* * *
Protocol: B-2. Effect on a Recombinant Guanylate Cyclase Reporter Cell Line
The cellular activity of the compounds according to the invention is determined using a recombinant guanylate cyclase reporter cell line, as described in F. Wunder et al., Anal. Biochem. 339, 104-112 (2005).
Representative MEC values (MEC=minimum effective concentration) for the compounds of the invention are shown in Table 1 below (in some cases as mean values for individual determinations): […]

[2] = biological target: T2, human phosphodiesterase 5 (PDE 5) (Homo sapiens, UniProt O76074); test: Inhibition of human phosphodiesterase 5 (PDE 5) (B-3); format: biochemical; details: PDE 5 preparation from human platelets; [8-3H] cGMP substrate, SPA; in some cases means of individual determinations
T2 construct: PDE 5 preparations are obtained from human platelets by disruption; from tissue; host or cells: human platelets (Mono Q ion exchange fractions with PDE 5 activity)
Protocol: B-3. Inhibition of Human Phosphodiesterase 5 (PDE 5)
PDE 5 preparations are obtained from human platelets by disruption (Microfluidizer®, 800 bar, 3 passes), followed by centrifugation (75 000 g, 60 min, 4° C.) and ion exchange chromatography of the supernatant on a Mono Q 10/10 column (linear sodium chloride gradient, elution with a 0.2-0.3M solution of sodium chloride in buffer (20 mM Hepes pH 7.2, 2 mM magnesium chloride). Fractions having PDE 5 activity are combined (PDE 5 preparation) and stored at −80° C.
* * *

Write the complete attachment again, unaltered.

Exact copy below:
Protocol: B-2. Effect on a Recombinant Guanylate Cyclase Reporter Cell Line
The cellular activity of the compounds according to the invention is determined using a recombinant guanylate cyclase reporter cell line, as described in F. Wunder et al., Anal. Biochem. 339, 104-112 (2005).
Representative MEC values (MEC=minimum effective concentration) for the compounds of the invention are shown in Table 1 below (in some cases as mean values for individual determinations): […]

[2] = biological target: T2, human phosphodiesterase 5 (PDE 5) (Homo sapiens, UniProt O76074); test: Inhibition of human phosphodiesterase 5 (PDE 5) (B-3); format: biochemical; details: PDE 5 preparation from human platelets; [8-3H] cGMP substrate, SPA; in some cases means of individual determinations
T2 construct: PDE 5 preparations are obtained from human platelets by disruption; from tissue; host or cells: human platelets (Mono Q ion exchange fractions with PDE 5 activity)
Protocol: B-3. Inhibition of Human Phosphodiesterase 5 (PDE 5)
PDE 5 preparations are obtained from human platelets by disruption (Microfluidizer®, 800 bar, 3 passes), followed by centrifugation (75 000 g, 60 min, 4° C.) and ion exchange chromatography of the supernatant on a Mono Q 10/10 column (linear sodium chloride gradient, elution with a 0.2-0.3M solution of sodium chloride in buffer (20 mM Hepes pH 7.2, 2 mM magnesium chloride). Fractions having PDE 5 activity are combined (PDE 5 preparation) and stored at −80° C.